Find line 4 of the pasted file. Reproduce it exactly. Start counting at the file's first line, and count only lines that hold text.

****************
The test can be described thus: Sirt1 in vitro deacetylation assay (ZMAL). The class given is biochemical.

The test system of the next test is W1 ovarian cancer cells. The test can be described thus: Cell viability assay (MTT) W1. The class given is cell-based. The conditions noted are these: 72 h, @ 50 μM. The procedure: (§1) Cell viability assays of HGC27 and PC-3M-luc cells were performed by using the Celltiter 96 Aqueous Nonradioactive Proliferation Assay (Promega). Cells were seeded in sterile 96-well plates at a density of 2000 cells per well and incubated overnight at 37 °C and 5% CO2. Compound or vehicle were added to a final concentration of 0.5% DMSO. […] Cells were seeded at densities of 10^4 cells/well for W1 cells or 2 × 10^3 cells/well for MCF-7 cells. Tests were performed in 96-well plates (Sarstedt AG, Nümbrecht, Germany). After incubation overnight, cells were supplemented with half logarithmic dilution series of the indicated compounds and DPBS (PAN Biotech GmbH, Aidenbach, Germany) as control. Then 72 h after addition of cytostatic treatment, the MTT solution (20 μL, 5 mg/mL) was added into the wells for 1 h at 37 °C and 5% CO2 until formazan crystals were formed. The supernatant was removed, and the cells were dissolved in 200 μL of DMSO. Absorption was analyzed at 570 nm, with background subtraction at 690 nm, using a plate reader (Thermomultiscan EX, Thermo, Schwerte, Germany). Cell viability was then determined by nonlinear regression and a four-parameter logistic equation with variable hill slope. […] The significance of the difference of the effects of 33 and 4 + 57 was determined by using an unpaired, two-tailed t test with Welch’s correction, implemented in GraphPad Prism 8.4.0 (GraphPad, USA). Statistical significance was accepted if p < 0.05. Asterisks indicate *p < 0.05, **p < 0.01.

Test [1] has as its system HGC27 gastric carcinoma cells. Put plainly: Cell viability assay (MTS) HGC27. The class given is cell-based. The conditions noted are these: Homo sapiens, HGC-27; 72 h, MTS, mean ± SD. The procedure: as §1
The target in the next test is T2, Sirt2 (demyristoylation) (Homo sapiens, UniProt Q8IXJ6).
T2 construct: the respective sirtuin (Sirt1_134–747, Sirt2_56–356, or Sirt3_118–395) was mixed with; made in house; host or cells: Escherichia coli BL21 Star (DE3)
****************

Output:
The target in the next test is T2, Sirt2 (demyristoylation) (Homo sapiens, UniProt Q8IXJ6).